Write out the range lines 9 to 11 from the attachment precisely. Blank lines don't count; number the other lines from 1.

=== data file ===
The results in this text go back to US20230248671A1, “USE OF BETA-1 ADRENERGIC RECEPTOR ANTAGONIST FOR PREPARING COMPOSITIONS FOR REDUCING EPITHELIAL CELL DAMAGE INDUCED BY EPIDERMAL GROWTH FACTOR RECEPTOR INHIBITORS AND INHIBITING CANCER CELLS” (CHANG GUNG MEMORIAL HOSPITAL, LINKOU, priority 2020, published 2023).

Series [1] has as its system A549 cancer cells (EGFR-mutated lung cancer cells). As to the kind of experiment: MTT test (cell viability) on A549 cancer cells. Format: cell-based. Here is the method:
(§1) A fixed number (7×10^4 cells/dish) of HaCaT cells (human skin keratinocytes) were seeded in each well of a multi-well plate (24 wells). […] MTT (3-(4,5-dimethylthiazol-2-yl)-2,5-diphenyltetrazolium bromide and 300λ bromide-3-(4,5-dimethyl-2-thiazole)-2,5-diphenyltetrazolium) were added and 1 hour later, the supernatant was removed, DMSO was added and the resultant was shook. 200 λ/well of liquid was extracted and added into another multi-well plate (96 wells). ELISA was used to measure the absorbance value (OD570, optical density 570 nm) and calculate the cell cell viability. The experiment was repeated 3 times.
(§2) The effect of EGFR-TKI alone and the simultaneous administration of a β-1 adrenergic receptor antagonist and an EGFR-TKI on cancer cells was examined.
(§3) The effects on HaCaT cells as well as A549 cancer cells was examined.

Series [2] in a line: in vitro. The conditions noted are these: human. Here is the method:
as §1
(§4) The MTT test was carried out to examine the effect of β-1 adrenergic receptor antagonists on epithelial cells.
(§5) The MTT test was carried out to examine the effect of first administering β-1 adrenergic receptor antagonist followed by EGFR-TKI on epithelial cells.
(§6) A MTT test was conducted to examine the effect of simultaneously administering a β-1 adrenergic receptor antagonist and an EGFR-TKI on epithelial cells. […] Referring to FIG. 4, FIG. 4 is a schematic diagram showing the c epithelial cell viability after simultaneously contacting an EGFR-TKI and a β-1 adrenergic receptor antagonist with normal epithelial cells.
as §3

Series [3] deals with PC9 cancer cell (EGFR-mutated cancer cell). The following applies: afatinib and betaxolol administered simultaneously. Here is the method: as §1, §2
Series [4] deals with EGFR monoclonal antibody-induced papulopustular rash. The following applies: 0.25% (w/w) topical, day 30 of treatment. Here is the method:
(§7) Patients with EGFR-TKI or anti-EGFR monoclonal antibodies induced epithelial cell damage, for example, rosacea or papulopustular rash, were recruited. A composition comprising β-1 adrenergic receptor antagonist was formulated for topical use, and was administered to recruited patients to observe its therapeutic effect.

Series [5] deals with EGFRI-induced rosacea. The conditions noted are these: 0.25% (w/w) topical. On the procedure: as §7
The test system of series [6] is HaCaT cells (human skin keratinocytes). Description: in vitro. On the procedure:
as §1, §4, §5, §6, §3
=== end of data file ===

(§5) The MTT test was carried out to examine the effect of first administering β-1 adrenergic receptor antagonist followed by EGFR-TKI on epithelial cells.
(§6) A MTT test was conducted to examine the effect of simultaneously administering a β-1 adrenergic receptor antagonist and an EGFR-TKI on epithelial cells. […] Referring to FIG. 4, FIG. 4 is a schematic diagram showing the c epithelial cell viability after simultaneously contacting an EGFR-TKI and a β-1 adrenergic receptor antagonist with normal epithelial cells.
as §3